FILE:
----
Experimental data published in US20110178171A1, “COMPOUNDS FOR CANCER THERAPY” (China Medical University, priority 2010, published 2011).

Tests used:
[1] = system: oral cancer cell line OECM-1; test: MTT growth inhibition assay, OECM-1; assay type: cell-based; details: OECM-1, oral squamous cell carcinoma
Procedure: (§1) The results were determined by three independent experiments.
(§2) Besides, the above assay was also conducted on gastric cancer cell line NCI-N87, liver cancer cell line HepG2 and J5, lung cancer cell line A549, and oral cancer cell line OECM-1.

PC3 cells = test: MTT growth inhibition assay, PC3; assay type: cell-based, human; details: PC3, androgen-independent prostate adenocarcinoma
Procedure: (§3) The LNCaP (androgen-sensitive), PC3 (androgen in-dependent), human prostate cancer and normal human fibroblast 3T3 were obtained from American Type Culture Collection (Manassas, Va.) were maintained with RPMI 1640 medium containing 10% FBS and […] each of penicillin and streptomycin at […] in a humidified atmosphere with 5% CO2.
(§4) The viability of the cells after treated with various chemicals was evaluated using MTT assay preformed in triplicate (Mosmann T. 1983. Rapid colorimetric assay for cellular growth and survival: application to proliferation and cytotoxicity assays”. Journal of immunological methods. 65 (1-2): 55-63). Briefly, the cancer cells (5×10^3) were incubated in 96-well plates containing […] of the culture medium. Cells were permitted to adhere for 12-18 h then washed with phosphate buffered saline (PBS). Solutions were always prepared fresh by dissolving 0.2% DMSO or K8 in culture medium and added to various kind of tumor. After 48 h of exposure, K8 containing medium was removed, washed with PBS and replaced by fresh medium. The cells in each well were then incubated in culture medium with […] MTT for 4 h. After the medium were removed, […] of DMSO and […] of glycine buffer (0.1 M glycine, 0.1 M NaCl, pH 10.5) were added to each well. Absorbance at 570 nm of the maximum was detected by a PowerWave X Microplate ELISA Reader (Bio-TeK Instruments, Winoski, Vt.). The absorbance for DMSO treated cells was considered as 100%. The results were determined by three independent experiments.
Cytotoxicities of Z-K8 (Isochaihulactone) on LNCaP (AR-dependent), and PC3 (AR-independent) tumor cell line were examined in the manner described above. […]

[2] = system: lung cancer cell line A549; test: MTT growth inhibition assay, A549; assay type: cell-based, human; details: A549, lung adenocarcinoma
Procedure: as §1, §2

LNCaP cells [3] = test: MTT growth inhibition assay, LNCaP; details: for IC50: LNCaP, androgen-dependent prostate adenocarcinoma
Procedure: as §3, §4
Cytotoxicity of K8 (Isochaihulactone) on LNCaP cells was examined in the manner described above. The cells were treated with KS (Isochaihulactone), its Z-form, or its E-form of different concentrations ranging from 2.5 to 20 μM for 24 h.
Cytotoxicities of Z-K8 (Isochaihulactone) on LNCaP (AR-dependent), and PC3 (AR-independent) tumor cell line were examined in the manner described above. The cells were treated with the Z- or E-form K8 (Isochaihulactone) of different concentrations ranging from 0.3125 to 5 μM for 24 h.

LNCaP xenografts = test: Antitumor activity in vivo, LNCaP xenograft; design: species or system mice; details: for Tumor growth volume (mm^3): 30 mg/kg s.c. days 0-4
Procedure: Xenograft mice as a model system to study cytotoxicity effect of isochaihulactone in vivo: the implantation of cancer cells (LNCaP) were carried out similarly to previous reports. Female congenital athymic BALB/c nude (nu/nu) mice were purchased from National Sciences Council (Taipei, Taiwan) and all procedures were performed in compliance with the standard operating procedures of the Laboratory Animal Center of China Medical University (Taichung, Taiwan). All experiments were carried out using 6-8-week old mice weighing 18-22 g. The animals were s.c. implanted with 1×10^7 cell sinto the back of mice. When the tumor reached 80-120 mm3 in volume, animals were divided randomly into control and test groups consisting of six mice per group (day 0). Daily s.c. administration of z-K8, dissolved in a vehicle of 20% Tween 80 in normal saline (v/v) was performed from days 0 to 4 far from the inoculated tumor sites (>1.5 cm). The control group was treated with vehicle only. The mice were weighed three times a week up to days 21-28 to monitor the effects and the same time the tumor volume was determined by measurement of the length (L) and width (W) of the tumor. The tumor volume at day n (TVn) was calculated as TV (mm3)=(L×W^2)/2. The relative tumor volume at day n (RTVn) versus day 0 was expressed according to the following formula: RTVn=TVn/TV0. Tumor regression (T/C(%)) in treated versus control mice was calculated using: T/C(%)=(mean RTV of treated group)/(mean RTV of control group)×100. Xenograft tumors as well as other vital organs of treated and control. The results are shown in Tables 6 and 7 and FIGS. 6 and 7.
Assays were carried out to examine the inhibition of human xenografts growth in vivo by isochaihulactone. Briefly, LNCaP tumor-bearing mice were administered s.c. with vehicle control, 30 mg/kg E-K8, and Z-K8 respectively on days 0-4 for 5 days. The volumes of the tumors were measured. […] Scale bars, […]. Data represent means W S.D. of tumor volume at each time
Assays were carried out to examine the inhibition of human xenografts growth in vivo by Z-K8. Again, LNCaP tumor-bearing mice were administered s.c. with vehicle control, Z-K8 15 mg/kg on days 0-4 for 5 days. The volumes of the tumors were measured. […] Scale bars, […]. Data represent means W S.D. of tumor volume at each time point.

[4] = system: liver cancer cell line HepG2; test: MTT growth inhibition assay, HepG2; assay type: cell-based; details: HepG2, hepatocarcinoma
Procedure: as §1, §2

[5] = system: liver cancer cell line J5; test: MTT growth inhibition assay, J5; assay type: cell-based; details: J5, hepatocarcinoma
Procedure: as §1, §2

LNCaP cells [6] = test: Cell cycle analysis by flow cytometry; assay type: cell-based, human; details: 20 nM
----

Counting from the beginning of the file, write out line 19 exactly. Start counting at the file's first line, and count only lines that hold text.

Assays were carried out to examine the inhibition of human xenografts growth in vivo by Z-K8. Again, LNCaP tumor-bearing mice were administered s.c. with vehicle control, Z-K8 15 mg/kg on days 0-4 for 5 days. The volumes of the tumors were measured. […] Scale bars, […]. Data represent means W S.D. of tumor volume at each time point.